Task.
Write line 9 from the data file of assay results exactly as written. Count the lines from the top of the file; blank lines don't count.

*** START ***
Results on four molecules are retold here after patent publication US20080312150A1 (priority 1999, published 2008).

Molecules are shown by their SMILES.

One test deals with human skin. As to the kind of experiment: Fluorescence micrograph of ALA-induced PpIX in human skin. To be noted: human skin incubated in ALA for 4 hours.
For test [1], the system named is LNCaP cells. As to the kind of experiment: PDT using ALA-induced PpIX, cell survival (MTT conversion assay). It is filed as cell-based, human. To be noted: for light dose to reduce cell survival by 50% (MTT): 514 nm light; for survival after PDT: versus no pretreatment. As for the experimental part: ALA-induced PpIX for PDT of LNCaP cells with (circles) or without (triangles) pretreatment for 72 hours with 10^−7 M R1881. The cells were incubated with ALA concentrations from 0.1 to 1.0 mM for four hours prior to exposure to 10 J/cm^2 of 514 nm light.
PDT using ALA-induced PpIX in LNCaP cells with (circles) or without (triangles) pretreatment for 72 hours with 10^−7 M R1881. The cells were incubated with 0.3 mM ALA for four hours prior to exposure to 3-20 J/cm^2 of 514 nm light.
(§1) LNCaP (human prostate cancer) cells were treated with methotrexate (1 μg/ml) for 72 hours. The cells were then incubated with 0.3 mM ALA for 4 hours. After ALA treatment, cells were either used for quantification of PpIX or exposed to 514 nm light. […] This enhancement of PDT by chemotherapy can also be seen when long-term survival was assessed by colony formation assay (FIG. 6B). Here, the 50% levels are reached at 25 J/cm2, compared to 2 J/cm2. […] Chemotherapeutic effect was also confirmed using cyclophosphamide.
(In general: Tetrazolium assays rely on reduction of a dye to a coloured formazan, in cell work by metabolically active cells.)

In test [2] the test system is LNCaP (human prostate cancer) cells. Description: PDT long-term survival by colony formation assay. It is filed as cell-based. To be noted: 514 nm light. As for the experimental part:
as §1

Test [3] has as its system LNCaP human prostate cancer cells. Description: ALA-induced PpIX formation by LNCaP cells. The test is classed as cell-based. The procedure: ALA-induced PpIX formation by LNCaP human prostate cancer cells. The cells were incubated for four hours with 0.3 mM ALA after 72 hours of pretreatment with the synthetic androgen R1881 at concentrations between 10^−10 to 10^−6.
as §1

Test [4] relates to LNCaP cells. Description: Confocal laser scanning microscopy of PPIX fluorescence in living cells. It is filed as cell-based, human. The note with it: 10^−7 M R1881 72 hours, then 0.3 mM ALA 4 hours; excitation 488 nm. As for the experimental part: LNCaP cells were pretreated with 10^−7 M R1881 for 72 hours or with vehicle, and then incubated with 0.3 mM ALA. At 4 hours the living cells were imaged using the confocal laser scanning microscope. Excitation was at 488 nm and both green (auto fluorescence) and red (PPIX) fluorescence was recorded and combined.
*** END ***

as §1